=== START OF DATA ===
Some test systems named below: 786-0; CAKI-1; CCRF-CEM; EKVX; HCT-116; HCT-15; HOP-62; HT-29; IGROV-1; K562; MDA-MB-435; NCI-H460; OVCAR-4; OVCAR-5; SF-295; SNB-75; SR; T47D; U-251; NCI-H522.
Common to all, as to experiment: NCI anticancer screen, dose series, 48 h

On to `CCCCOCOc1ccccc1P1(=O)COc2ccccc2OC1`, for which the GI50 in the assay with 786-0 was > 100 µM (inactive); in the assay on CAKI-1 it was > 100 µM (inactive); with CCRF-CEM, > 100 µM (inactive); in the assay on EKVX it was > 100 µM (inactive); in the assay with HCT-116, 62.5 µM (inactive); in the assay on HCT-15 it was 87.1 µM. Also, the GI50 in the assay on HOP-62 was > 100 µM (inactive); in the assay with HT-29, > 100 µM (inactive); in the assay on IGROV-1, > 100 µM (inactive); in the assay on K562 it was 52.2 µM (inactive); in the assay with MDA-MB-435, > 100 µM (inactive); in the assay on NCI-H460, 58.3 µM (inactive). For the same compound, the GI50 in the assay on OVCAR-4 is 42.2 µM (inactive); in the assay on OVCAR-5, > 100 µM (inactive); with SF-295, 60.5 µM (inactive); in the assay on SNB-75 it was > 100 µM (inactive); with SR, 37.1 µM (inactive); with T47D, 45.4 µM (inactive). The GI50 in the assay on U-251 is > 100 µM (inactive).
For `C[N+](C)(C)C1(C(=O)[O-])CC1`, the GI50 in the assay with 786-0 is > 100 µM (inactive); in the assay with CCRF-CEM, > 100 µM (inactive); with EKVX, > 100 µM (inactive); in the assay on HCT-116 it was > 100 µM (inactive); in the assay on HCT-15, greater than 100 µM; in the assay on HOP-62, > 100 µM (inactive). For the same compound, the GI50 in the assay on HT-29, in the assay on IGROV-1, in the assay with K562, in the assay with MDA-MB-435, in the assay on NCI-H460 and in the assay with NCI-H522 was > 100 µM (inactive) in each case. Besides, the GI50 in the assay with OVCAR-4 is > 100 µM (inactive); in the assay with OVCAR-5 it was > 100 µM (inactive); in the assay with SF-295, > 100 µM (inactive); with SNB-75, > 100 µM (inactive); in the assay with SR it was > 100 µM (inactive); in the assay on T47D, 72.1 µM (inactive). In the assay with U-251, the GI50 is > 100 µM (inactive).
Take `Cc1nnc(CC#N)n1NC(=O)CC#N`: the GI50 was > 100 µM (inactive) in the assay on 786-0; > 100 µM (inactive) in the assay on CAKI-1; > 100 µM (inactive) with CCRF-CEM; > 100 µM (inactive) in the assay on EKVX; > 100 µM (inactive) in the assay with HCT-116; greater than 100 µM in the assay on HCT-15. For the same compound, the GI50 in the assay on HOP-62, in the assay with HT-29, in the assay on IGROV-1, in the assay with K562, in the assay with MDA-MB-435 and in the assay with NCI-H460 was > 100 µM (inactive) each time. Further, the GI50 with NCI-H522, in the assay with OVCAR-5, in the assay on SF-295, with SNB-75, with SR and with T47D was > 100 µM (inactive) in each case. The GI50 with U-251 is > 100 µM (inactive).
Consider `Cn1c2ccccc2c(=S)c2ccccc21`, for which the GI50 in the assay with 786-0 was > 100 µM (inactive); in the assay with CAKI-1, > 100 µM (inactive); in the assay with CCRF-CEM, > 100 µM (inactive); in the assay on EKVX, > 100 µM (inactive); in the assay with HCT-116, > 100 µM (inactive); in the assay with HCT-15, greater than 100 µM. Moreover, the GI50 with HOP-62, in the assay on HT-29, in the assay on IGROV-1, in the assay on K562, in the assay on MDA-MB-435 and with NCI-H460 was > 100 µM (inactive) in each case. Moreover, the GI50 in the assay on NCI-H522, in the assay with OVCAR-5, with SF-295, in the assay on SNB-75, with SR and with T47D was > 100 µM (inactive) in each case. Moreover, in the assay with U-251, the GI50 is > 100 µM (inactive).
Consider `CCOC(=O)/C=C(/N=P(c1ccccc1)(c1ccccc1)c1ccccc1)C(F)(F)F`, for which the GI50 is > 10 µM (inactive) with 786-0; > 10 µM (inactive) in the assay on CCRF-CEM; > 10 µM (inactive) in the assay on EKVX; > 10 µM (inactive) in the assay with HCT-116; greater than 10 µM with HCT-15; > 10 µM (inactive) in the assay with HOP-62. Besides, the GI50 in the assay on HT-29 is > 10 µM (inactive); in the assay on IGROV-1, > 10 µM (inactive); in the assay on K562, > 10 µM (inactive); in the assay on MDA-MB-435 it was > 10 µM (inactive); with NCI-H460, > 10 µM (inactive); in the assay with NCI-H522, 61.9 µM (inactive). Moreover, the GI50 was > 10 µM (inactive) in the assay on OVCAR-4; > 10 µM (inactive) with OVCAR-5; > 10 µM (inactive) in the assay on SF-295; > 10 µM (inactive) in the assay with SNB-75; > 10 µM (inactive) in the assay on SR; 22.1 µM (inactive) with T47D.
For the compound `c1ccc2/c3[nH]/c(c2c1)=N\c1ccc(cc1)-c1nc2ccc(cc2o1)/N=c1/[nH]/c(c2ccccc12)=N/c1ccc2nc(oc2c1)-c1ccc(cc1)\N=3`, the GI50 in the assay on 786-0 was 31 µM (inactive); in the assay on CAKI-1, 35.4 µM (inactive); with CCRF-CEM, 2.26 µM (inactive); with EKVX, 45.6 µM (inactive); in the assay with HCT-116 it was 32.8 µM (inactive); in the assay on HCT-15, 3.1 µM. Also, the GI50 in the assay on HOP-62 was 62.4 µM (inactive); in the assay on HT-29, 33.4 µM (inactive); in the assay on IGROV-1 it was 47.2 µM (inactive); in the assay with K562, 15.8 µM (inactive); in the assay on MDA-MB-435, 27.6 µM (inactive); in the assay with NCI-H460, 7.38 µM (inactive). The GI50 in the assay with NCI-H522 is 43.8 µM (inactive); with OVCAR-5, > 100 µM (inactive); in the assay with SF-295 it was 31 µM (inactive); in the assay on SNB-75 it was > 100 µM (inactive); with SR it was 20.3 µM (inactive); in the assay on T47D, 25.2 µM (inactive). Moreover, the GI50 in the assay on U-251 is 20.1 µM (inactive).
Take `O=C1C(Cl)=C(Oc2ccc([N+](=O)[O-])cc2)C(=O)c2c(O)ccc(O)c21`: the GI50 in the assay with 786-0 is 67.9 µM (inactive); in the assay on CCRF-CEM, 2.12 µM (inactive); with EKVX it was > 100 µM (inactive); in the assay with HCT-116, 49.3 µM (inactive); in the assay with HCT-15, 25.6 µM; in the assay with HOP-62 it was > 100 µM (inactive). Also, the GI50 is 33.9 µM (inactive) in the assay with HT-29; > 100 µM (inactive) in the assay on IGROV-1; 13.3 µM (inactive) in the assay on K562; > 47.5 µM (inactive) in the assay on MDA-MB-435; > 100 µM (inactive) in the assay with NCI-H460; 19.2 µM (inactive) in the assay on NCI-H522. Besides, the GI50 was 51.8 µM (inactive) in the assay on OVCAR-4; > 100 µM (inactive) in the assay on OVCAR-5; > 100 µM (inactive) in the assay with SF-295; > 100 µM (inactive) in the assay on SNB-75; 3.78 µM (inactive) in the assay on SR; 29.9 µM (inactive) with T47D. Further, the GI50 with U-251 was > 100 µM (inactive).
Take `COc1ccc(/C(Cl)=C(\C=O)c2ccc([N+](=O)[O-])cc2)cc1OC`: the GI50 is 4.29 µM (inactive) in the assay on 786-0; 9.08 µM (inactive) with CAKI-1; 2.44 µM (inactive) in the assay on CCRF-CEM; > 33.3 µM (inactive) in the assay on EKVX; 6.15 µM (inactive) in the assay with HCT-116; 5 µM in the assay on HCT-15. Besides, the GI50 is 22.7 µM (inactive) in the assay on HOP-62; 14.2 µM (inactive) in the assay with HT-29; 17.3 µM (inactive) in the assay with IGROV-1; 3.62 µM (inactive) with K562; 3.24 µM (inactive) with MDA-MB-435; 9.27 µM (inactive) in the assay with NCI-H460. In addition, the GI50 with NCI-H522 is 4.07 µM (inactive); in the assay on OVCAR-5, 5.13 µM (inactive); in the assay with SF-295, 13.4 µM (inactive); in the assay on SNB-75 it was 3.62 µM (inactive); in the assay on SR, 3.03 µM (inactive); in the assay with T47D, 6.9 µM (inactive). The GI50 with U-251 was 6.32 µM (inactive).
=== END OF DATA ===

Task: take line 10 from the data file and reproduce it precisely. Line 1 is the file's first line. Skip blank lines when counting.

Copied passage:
Take `COc1ccc(/C(Cl)=C(\C=O)c2ccc([N+](=O)[O-])cc2)cc1OC`: the GI50 is 4.29 µM (inactive) in the assay on 786-0; 9.08 µM (inactive) with CAKI-1; 2.44 µM (inactive) in the assay on CCRF-CEM; > 33.3 µM (inactive) in the assay on EKVX; 6.15 µM (inactive) in the assay with HCT-116; 5 µM in the assay on HCT-15. Besides, the GI50 is 22.7 µM (inactive) in the assay on HOP-62; 14.2 µM (inactive) in the assay with HT-29; 17.3 µM (inactive) in the assay with IGROV-1; 3.62 µM (inactive) with K562; 3.24 µM (inactive) with MDA-MB-435; 9.27 µM (inactive) in the assay with NCI-H460. In addition, the GI50 with NCI-H522 is 4.07 µM (inactive); in the assay on OVCAR-5, 5.13 µM (inactive); in the assay with SF-295, 13.4 µM (inactive); in the assay on SNB-75 it was 3.62 µM (inactive); in the assay on SR, 3.03 µM (inactive); in the assay with T47D, 6.9 µM (inactive). The GI50 with U-251 was 6.32 µM (inactive).